TGFA: Berlant Nails It Again With “Tilt in Time,” Artist’s Telluride Debut Opens 12/14

TGFA: Berlant Nails It Again With “Tilt in Time,” Artist’s Telluride Debut Opens 12/14

The Telluride Gallery of Fine Art kicked off the winter season with “Tilt in Time,” a debut show of the work of West Coast art titan Tony Berlant. His 3D paintings and collaged sculptures have been up since December 14, 2018 and remain on display through January 14, 2019. An opening reception, attended by the artist, takes place December 28, 5 p.m.–7 p.m. Artist talks take place 5:30 p.m. & 6:30 p.m.

Additional events include Telluride Arts’ Art Walk on Thursday, January 3, 5 –8 p.m. 

“Tilt in Time” features a catalogue with an in-depth, insightful essay by the prominent West Coast art critic David Pagel, who has long admired Berlant’s work. 

Scroll down to watch a fun, informative video interview featuring Berlant in conversation with Telluride Gallery co-owner Ashley Hayward.

“Tilt in Time” by Tony Berlant, courtesy, Telluride Gallery of Fine Art.

“Tilt in Time” is the title of a collaged painting by Tony Berlant, which the artist fashioned using his signature collaging technique.

Unlike conventional mixed-media pieces created from cutouts of random images from magazines or photographs and taped or glued to a surface, Berlant works with photo-printed metal (using the artist’s own images, plus vintage and modern metal signage and graphics) and found tin, which he fastens to panels with shiny steel nails, surrogates for his thumb print. The end result is a hybrid that lies at the intersection of painting, sculpture and photography, also Pop art (for its appropriation and elevation of everyday objects), assemblage and abstraction. The work is, at once, all of, yet none of the above: Berlant is his own “ism.”

Further, “Tilt in Time” is a kaleidoscopic rhapsody in Titian blue that fuses the seemingly obsessive physicality which animates all of Berlant’s pieces with smartly tricked-out pictorial illusions that force the viewer into a game of hide-and-seek in a welcoming, yet somehow alien landscape:

“In these deliciously complex combinations of abstraction and representation, paths appear (and vanish), positive and negative space shift positions, fragments coalesce, patterns form (and disintegrate), and surfaces become spaces (and vice versa). Nothing stays the same. Everything changes. Including you,” writes critic David Pagel.

“Tilt in Time” is also the name of the show at the Telluride Gallery of Fine, which kicks off the winter season and debuts Berlant’s work in town, about 25 collaged sculptures and 3D paintings by this Left Coast art titan. The works are up from December 14, 2018 through January 14, 2019. An opening reception, attended by the artist, takes place December 28 5 p.m.–7 p.m.

The pieces on view in “Tilt in Time,” some brand new and Made for Telluride, technically span the last decade of the artist’s six-decades+ career – but arguably this body of work circles back millions of years to the dawn of human history and culture.

Yes really –  at least according to the artist, who looks over his shoulder admiring what he has described as his “spiritual ancestors.” Time and its tilts, forward – Berlant, age 77, is experiencing a creative spurt as evidence in the Gallery show –  and backward is a subtext of the show.

Tony Berlant’s “Luck of the Draw,” 2011.


“Ready to Roll, 2013.


“Here and Now,” 2010.


“Home Run,” 2018.


“Key,” 2017.


“Departure,” 2018.


“There and Back,” 2010.

Berlant, the”will to form” and finding the messages in the medium:

The “will to form” is a principle in art history that suggests the guy or girl can’t help it: artists are physically and emotionally compelled to do what they do. As long as he has worked as a professional artist, namely over six decades, Berlant has described the necessity to make art as a “basic human thing” dating back to “primitive” or “early man.”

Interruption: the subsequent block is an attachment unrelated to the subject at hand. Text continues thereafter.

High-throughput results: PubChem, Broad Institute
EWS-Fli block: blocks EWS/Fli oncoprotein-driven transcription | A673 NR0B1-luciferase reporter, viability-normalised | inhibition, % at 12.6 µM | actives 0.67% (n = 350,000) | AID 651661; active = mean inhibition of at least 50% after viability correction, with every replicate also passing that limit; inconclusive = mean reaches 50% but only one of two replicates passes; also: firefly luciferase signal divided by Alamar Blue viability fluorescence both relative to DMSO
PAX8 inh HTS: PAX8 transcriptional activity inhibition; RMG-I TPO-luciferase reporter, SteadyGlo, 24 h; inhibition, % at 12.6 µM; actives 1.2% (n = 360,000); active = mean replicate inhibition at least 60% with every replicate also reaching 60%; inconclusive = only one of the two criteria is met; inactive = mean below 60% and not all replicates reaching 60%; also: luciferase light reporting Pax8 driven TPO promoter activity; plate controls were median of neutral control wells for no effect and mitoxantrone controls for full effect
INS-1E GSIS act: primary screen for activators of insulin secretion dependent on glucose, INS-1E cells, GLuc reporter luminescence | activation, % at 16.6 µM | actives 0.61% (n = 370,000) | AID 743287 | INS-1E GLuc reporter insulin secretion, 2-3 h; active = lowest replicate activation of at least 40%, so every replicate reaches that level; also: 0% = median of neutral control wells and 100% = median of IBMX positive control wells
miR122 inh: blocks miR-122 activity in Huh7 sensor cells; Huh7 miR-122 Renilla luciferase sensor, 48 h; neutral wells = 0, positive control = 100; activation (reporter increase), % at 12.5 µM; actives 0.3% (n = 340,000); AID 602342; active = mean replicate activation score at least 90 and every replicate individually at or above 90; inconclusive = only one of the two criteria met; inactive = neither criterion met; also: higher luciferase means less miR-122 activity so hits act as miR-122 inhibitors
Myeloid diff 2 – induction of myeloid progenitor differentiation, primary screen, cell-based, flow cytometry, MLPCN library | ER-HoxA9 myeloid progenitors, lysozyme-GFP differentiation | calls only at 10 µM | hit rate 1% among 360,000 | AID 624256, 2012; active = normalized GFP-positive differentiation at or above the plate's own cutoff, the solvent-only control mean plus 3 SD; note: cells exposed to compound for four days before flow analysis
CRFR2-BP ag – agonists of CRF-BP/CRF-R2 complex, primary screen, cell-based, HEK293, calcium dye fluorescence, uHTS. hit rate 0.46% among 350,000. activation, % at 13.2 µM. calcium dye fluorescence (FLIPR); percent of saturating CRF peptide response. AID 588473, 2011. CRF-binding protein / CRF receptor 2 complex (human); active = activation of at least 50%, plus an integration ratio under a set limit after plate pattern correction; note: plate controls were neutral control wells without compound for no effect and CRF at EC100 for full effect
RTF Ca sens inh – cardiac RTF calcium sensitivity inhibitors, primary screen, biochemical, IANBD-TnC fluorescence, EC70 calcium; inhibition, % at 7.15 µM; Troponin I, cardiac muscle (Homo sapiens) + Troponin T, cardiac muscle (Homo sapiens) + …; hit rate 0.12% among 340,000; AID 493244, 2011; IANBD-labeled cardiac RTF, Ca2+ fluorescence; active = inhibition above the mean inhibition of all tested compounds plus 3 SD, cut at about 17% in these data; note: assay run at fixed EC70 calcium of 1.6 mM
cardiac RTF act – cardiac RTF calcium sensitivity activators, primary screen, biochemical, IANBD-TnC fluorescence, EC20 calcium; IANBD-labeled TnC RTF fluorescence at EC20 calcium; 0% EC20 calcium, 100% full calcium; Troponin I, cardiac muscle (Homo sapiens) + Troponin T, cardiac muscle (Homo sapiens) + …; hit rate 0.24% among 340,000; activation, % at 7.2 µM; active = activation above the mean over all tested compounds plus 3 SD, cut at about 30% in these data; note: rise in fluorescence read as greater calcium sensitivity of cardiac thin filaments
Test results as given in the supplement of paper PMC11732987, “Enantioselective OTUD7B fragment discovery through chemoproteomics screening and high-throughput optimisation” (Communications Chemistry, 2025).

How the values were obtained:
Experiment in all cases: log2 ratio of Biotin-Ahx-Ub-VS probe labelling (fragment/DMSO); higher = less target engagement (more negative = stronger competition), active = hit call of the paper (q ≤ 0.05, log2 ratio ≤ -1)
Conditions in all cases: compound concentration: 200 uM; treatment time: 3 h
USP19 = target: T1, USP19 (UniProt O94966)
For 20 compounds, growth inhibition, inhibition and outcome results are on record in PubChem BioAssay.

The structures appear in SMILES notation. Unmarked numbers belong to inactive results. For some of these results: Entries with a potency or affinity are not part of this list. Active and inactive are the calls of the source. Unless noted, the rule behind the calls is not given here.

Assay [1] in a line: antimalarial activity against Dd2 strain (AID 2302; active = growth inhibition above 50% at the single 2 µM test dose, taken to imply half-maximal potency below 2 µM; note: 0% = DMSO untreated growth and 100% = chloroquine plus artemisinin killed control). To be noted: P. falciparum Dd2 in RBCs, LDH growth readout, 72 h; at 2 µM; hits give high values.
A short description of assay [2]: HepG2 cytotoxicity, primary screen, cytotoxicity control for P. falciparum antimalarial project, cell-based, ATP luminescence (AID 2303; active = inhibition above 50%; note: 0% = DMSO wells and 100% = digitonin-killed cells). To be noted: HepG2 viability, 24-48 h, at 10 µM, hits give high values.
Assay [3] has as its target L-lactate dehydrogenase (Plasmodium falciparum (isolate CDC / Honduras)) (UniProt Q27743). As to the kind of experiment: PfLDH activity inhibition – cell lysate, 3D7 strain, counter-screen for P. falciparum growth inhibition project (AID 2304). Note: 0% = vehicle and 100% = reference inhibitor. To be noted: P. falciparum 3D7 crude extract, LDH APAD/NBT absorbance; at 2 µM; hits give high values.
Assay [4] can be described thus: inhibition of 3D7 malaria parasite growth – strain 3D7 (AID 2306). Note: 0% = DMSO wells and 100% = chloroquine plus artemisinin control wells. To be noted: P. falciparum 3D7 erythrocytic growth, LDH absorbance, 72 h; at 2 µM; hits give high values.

His theory positing a creative, aesthetic intentionality that transcends mere functionality is largely based on Berlant’s personal collection and his deep dives into the theories surrounding the art of our ancestors. The works he holds dear include Paleolithic tools; talismanic “figure stones”; and Mimbres pottery, bowls dating back roughly 1,000 years when Native Americans inhabited parts of southwestern New Mexico.

Mimbres art features geometric patterns such as zigzags, spirals and checkerboards that appear to be proto-modern “depictions of various hallucinogenic plants, and the brain-generated shapes (that) manifested in the eye as a result of ingesting them,” explained the artist/collector in an interview with LA Weekly.


Berlant goes on to say: “The brain finds patterns and metaphors pleasing. This is regarding image-making strategies that encourage the viewer’s participation in meaning.” 

Which Berlant’s armored quilts or sculptural paintings certainly do: some of the splintered images are quickly and easily recognizable; others not so much.

“I love crossing paths with a piece by Tony Berlant because I love looking at things that make me see there is more to reality than immediately meets the eye. Tony’s works do that more regularly and effectively than just about anything else out there. Without missing a beat, or making a big deal about their quietly mind-blowing accomplishments, his multilayered arrangements of line, shape, space and color lead me along a path of discovery that leaves me face-to-face with some of the best stuff life has to offer: what lies just beyond the horizon of what we can see on our own,” wrote art critic Dave Pagel, continuing, “So, for all sorts of reasons, I take what I think will be the scenic route and follow the path I imagine will take me past the most eye-opening vistas: curious gems for my eyes to delight in, wondrous textures for my senses to get lost in, and unexpected shifts in scale for my body to experience physically, not to mention changes in temperature, mood and atmosphere—none of which I had foreseen when I started…,” adds Pagel.